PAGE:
How have attempts to integrate Turkish agriculture into the global economy impacted rural populations? This book reveals the extent to which the increasingly authoritarian political regime in Turkey, and the neoliberal economy, impacts minority ethnic groups and women.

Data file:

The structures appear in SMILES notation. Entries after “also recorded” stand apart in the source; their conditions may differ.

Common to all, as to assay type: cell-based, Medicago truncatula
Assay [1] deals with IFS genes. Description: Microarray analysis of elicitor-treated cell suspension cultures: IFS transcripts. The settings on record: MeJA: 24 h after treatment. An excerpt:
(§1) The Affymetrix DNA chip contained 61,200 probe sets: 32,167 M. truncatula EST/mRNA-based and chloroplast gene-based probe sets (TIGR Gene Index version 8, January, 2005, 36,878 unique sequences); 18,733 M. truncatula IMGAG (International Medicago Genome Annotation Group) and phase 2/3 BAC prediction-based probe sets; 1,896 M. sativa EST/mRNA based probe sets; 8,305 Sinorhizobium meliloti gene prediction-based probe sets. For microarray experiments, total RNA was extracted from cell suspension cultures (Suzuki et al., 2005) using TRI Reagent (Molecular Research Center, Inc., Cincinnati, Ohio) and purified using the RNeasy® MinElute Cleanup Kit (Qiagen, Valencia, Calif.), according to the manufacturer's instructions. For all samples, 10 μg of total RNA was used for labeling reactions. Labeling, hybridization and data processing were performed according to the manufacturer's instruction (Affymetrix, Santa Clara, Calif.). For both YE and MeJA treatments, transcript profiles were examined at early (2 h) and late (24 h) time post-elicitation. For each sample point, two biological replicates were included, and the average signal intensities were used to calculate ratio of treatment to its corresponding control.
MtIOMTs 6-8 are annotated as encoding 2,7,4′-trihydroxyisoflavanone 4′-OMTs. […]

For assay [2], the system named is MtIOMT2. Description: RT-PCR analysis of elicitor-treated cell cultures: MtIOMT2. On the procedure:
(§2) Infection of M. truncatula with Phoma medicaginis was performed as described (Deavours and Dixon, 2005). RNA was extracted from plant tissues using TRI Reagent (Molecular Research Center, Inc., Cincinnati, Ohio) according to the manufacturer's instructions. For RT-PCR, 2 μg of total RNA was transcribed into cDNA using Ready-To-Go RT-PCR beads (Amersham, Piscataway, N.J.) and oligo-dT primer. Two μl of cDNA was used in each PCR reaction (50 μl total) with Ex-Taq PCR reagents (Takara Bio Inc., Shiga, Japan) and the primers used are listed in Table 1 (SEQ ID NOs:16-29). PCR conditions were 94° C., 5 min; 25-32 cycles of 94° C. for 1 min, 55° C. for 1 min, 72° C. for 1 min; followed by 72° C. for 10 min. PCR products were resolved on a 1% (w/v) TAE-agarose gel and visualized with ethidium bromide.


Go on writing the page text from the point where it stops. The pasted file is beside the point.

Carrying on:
The tomato industry in Turkey has the highest export rate amongst fresh and processed fruit and vegetables. But Emine Erdogan shows here that global production is gendered, relying on the labour of unpaid or poorly paid women and based on a system of what she calls 'intersectional patriarchy'. The book is based on participant observation and interviews to foreground the stories of the those involved in production, including local rural workers, Kurdish seasonal migrant workers, women factory workers and factory managers, as well as the landowning families. This provides a detailed picture of the transformation of rural Turkey and the inequalities of gender, class, ethnicity and age. A detailed ethnographic account, the book in unique in providing an intersectional and feminist analysis on processes of capitalization.